It's an exciting time for Vancouver artist Ken Lum. On Saturday, a retrospective of his 30-year career opens at the Vancouver Art Gallery. At home, there's a 10-week old baby - his first. And a year after its installation, Lum's Monument for East Vancouver - which reads "East Van" in cruciform - remains one of the most-discussed pieces of public art in the city.
A major retrospective at the Vancouver Art Gallery. Does that have special meaning for you, being a hometown boy?
Of course it does, because Vancouver is the source of all my reflections. It's not just a fountain of all my ideas, but it's actually constantly feeding back towards my art. I think I make the work I do because I think about this city a lot. So it's important to have an audience that knows the city too, is from the city.
You worked as a sign maker when you were young. It's easy to see how that's translated to your practice on the surface with your faux signage work, but how has it informed your work beyond that?
It probably informed my work on the level of theory, which is that we live in a world in which symbols conflate into signs. And symbols normally should be a lot deeper. There's a kind of confusion between surface and depth.
Do viewers ever think the signs are real?
Yes. They inhabit to a high degree plausible signs. Obviously if you look at them closely, at some point they can't be real. I'm interested in approximating art to non-art. I think that makes it more interesting. I like this idea of creating some moment of suspension in the viewer in respect to: is this really a sign? Is this really someone who's in crisis or is this not? Is this documentary? Is this not? And then at some point realizing: it's a work of art. The reason why I want that realization in the end is I think pure documentary or pure ready-made work has a limit, which is: well, the world is an endlessly fascinating place and that was one snapshot. And we tend to leave it on that slightly almost spectral level, and then we depart it. But I think if the viewer realizes it's a work of art, ultimately then that's an inducement for further reflection. At least that's my hope.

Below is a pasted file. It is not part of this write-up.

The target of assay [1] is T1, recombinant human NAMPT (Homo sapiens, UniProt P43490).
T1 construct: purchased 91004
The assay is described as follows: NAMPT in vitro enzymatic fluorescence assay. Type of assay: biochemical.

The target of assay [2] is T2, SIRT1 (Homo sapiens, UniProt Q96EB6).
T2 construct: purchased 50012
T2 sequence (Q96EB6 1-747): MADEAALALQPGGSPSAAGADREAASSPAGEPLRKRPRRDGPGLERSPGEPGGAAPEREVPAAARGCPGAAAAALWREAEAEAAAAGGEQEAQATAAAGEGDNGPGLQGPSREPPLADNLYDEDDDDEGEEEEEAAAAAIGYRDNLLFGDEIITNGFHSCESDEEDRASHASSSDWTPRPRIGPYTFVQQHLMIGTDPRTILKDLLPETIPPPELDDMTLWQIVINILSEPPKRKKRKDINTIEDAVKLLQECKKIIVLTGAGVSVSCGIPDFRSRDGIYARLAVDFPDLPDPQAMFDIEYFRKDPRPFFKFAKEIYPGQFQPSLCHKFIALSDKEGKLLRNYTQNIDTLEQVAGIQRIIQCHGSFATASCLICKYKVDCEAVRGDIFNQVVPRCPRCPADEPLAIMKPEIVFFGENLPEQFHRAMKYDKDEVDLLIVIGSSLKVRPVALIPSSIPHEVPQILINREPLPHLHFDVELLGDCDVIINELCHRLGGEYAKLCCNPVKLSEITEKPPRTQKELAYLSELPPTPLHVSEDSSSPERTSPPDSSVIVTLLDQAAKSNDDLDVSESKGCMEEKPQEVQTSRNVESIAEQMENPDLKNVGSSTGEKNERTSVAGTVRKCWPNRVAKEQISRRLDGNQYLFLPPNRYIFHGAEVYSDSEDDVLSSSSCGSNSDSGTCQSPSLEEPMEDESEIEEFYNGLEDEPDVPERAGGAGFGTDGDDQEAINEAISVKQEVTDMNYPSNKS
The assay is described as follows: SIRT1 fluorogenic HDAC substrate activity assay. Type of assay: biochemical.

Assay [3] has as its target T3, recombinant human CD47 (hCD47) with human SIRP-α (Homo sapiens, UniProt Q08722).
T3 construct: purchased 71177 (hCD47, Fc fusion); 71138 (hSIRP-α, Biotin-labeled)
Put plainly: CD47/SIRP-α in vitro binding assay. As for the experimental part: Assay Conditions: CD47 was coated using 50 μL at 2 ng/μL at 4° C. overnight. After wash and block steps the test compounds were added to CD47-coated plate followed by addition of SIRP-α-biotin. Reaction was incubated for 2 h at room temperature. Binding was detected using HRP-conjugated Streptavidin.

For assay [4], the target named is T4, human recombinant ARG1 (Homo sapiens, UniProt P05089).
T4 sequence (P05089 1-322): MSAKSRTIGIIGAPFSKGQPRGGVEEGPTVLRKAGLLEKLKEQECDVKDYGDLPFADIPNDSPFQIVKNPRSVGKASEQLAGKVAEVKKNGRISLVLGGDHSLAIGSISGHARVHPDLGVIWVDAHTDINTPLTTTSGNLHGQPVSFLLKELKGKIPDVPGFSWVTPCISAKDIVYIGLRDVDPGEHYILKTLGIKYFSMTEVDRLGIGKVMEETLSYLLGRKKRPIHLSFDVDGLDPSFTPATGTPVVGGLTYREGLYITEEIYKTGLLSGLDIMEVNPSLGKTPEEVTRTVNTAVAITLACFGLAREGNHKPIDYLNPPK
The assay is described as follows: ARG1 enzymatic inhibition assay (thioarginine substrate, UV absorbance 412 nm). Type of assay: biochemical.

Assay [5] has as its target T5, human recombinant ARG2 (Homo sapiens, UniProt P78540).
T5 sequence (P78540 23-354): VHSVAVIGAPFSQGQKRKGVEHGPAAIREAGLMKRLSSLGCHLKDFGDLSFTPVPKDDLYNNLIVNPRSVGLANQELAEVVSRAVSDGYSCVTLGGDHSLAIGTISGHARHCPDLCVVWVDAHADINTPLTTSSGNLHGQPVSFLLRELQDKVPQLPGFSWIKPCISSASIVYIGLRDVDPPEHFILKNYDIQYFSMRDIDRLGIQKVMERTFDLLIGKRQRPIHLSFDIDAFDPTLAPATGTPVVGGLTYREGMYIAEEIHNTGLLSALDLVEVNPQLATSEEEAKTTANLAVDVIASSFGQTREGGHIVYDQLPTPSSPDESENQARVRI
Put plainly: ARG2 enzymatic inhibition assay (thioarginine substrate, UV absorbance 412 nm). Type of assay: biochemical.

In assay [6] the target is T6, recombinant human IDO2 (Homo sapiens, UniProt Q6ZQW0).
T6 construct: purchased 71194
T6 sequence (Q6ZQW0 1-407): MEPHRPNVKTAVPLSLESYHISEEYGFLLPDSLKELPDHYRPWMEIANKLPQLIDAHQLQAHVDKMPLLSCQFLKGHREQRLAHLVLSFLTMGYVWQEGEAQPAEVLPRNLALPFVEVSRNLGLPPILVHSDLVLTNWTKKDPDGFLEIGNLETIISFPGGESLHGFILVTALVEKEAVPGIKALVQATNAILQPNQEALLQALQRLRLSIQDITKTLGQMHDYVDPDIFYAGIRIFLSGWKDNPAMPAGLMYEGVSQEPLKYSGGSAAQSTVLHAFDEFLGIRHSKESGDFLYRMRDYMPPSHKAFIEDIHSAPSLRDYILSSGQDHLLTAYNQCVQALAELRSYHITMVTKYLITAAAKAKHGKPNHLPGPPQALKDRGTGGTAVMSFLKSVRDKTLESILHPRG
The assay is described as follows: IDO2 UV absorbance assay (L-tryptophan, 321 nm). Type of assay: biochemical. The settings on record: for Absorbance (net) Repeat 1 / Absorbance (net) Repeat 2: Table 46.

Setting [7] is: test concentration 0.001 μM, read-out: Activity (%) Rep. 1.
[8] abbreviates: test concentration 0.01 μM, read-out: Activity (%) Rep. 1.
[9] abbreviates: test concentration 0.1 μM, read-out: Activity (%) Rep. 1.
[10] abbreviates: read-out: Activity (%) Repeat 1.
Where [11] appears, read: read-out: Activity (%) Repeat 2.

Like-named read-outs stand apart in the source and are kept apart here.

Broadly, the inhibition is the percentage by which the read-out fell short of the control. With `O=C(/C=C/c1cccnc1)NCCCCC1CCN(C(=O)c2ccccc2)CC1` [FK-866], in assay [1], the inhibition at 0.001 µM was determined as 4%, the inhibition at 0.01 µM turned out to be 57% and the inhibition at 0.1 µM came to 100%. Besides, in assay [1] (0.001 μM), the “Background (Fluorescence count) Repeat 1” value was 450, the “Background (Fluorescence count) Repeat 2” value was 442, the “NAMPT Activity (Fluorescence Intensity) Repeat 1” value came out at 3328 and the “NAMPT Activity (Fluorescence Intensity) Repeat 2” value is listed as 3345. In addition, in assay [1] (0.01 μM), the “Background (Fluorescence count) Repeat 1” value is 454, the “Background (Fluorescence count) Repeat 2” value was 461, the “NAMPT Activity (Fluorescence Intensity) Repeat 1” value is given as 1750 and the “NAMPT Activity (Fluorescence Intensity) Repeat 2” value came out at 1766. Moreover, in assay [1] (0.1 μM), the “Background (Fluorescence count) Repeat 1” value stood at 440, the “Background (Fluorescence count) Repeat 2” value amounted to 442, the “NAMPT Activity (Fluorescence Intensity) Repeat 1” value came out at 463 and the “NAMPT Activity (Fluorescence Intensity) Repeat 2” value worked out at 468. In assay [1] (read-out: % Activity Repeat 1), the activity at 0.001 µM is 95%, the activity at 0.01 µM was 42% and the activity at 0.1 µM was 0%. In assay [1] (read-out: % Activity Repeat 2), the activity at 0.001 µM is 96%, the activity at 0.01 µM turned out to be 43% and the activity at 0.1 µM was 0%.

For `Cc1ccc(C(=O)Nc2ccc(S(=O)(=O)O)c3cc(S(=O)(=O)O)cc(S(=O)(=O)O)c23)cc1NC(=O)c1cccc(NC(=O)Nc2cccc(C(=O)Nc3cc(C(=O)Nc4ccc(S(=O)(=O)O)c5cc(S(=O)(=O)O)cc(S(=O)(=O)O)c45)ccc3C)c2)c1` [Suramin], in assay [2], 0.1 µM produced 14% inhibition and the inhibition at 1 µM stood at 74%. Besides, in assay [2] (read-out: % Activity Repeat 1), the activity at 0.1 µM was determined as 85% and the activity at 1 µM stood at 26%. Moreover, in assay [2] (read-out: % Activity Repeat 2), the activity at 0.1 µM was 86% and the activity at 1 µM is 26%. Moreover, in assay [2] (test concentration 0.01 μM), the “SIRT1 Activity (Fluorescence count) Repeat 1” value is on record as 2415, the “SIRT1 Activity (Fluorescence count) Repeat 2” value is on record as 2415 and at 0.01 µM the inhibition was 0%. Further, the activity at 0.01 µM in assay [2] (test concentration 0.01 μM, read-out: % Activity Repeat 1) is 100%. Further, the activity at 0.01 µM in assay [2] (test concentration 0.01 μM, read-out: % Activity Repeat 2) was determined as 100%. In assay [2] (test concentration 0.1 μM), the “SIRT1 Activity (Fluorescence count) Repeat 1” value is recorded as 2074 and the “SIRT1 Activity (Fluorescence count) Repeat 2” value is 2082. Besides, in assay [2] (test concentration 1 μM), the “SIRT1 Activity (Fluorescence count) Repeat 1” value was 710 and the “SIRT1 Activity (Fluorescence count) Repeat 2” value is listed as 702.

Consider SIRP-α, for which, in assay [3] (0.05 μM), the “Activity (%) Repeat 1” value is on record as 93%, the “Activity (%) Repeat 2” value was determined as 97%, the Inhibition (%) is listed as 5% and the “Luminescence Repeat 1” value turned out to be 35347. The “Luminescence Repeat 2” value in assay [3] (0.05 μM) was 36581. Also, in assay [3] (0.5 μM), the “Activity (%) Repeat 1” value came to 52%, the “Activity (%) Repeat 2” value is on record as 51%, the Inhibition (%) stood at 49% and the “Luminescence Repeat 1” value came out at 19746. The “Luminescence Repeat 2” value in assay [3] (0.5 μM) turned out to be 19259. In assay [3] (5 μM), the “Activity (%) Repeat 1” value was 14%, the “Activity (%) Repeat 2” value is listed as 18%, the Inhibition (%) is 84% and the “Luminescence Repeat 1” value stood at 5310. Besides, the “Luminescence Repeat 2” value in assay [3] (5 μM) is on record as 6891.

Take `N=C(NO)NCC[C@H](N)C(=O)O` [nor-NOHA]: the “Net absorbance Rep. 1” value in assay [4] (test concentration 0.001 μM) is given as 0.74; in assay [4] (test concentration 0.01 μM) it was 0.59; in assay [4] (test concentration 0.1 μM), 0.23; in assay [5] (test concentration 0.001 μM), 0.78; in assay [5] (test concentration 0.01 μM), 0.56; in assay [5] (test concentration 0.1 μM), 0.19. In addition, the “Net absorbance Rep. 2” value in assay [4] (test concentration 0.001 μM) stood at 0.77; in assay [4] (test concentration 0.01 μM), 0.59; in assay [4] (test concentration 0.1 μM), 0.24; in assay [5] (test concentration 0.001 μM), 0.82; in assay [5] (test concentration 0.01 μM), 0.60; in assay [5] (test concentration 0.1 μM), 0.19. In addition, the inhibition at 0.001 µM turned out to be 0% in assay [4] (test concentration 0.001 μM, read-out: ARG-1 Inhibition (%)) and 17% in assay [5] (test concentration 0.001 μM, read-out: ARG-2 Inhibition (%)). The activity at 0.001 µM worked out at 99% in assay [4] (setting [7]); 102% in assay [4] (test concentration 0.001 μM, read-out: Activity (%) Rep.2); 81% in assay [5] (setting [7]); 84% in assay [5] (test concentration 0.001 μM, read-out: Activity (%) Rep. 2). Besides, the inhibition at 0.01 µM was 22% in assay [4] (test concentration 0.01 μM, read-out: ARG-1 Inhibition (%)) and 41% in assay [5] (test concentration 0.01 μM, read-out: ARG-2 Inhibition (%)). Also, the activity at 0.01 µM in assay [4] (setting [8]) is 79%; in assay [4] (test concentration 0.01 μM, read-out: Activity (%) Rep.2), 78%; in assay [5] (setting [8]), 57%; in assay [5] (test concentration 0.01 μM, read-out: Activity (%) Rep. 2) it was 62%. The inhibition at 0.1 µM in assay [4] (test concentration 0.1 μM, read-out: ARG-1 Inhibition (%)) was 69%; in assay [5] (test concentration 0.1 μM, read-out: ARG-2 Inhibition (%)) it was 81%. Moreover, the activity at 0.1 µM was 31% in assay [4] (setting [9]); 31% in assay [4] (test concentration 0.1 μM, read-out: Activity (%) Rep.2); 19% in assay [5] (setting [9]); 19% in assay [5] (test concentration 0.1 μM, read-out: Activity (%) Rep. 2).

I still see people reacting to your Monument for East Vancouver.
I get so many e-mails about it, weekly. I used to get them daily. And I know that the online chats and the Flickr pages about it keep getting longer. And it's become kind of a mecca for all kinds of people. It's a marker in a city that has very few markers outside natural markers. Here's a marker of something that's not the mountains, not the sea and not some escarpment. And people are kind of shocked by that. I have to say I'm surprised by how vociferous the dialogue is around it. I think it's very healthy, but I'm surprised, and that pleases me. I never anticipated it to be that popular, to be honest.
You recently addressed city council in favour of building a new Vancouver art gallery with a cerebral speech addressing the evolution of art and the role globalization has played in that.
I tried a different tact. I just didn't want to talk about 'go for the gold,' 'we're a world class city,' 'put us on the map.' I'm not interested in any of that stuff. I think it's stupid.
There's been some resistance to the idea of the gallery moving. Why do you think that is?
Some people feel a kind of attachment bordering on fetish to this building. Also people in Vancouver like to develop habits, and even if they've never visited this gallery ever, they'll say, 'No, that's where the Vancouver Art Gallery belongs.'
A practical question: Is it difficult to install a major show like this when you're a sleep-deprived new father?
No. I was always a bit of an insomniac anyway. I used to be working away and then I'd look at my watch and realize oh, it's 2:40 a.m.
Do you think having a baby will make it challenging to produce the way you have?
No, I think maybe it will give it some sustenance and spur on creativity. But my life has changed a lot. I'm happy, elated. Certainly it changes priorities, right? The child's more important.
This interview has been condensed and edited.
Ken Lum runs at the Vancouver Art Gallery until Sept. 25.